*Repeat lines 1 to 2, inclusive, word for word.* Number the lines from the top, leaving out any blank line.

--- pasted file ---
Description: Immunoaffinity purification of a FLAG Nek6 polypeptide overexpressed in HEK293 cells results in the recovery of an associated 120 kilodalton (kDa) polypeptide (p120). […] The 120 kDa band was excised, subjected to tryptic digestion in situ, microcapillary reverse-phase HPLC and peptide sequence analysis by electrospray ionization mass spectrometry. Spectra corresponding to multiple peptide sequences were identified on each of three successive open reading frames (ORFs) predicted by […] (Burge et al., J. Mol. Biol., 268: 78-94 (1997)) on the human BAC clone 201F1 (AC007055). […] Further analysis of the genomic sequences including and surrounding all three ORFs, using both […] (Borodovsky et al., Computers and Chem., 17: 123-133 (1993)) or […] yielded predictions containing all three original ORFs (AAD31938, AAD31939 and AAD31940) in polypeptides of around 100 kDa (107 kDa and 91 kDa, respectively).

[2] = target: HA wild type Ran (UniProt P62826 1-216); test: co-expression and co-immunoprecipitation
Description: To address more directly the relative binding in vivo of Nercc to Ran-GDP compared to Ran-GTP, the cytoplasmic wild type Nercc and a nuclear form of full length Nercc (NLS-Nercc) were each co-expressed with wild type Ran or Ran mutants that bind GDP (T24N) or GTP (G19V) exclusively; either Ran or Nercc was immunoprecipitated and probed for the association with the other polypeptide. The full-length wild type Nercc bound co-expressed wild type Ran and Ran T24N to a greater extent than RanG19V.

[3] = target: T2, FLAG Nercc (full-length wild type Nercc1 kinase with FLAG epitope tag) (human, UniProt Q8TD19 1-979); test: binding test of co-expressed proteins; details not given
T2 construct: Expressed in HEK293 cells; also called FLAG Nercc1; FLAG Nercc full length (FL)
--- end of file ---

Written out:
Description: Immunoaffinity purification of a FLAG Nek6 polypeptide overexpressed in HEK293 cells results in the recovery of an associated 120 kilodalton (kDa) polypeptide (p120). […] The 120 kDa band was excised, subjected to tryptic digestion in situ, microcapillary reverse-phase HPLC and peptide sequence analysis by electrospray ionization mass spectrometry. Spectra corresponding to multiple peptide sequences were identified on each of three successive open reading frames (ORFs) predicted by […] (Burge et al., J. Mol. Biol., 268: 78-94 (1997)) on the human BAC clone 201F1 (AC007055). […] Further analysis of the genomic sequences including and surrounding all three ORFs, using both […] (Borodovsky et al., Computers and Chem., 17: 123-133 (1993)) or […] yielded predictions containing all three original ORFs (AAD31938, AAD31939 and AAD31940) in polypeptides of around 100 kDa (107 kDa and 91 kDa, respectively).

[2] = target: HA wild type Ran (UniProt P62826 1-216); test: co-expression and co-immunoprecipitation